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Funding competition Commercialising quantum devices: innovation R&D

UK businesses can apply for a share of up to £20 million to collaborate on prototype quantum devices that meet end user needs with a clear route to market.

This competition is now closed.

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Summary

Description

The aim of this competition is to advance the commercialisation of quantum technologies in the UK.

Innovate UK will invest £20 million in innovation projects to develop prototype quantum technology devices that address one or more of these important industrial challenges which are explained further in the scope of this competition:

  1. Situational awareness.
  2. Infrastructure productivity.
  3. Seeing the invisible.
  4. Trusted peer to peer communication

The aim of this competition is to deliver working prototype ‘second generation’ quantum devices or systems that fulfil the technical and ergonomic requirements of end users. ‘Second generation’ means they use the generation or coherent control and manipulation of quantum states, resulting in superposition and entanglement. This allows them to do things that would be impossible with ‘non-quantum’ means. This definition also includes single photon generation or detection devices.

Your proposal must:

  • demonstrate how the device can be brought to market, with manufacture or assembly in the UK
  • fulfil an end user need through the technological advances in quantum technology

A business must lead the project. You must work in collaboration with others.

Funding type

Grant

Project size

Your project’s total costs should be between £3 million and £10 million. Projects should start by 1 November 2018 and last up to 29 months. Projects must be completed by the end of March 2021.

Eligibility

Who can apply

To be eligible for funding you must:

  • be a UK based business, academic, charity, public sector organisation or research and technology organisation (RTO)
  • involve an SME in your consortium
  • involve an end user business that can specify how the device will be used in your consortium
  • carry out your project work in the UK
  • intend to exploit the results from the UK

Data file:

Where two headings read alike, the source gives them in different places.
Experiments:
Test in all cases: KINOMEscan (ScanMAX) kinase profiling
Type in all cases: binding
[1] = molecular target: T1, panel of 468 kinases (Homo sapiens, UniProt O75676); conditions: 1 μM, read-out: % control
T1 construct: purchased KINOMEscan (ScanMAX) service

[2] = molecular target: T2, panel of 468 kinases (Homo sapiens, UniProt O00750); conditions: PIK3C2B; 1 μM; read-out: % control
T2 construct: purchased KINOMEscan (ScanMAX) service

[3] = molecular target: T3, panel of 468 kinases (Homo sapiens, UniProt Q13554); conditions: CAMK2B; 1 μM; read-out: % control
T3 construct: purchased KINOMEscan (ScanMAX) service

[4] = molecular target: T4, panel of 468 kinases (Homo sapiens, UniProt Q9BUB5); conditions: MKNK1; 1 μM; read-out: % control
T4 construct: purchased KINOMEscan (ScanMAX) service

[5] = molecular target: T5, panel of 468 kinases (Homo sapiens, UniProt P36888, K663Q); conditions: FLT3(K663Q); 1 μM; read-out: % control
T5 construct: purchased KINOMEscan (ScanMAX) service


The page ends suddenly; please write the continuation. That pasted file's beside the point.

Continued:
• work in collaboration with others (businesses, research base or third sector)

The lead organisation must be a business and claim funding through this competition. Projects must be collaborative, and at least one other organisation in the consortium must also claim funding.

Ideally your consortium will include component suppliers and system integrators.

A business may lead on only one application and partner in any number of applications.

An academic institution or RTO cannot lead on an application but can be a collaborator in any number of applications.

Any research organisation collaborating as part of a consortium can share up to 30% of the total eligible project costs. If your consortium contains more than one research organisation, this maximum is shared between them.

Projects may include partners that do not receive any funding (for example, non-UK businesses). Their costs will count towards the total project costs but they will not count as collaborators.

If you applied to a previous competition as the lead or sole company and were awarded funding by Innovate UK, but did not make a substantial effort to exploit that award, we will award no more funding to you, in this or any other competition. You will not be able to contest our decision. We will:

  • assess your efforts in the previous competition against your exploitation plan for that project
  • review the monitoring officers’ reports and any other relevant sources for evidence
  • document our decision, which will be made by 3 team members
  • communicate our decision to you in writing

Funding

We have allocated up to £20 million to fund innovation projects in this competition.

We are looking to fund a portfolio of projects which:

  • span the main challenges identified in this competition
  • involve consortia which bring together partners from across industry
  • will deliver prototypes that can meet the specifications of end users

We reserve the right to apply a portfolio approach in this competition. When deciding who will receive funding we consider how projects target a diversity of technology challenges and proposed solutions.

Projects should specify at least one milestone and list the main success criteria needed for the project to progress. One of the milestones will be at 12 months, where a formal review of funded projects will be performed. We reserve the right to stop funding for projects that do not meet performance criteria by the dates set.

Scope

Your proposal

The aim of this competition is to advance the commercialisation of quantum technologies. This should be achieved through the production of prototype quantum technology devices and systems. They must provide breakthrough capabilities that answer the main challenges facing customers in the areas of sensing, imaging and secure information exchange.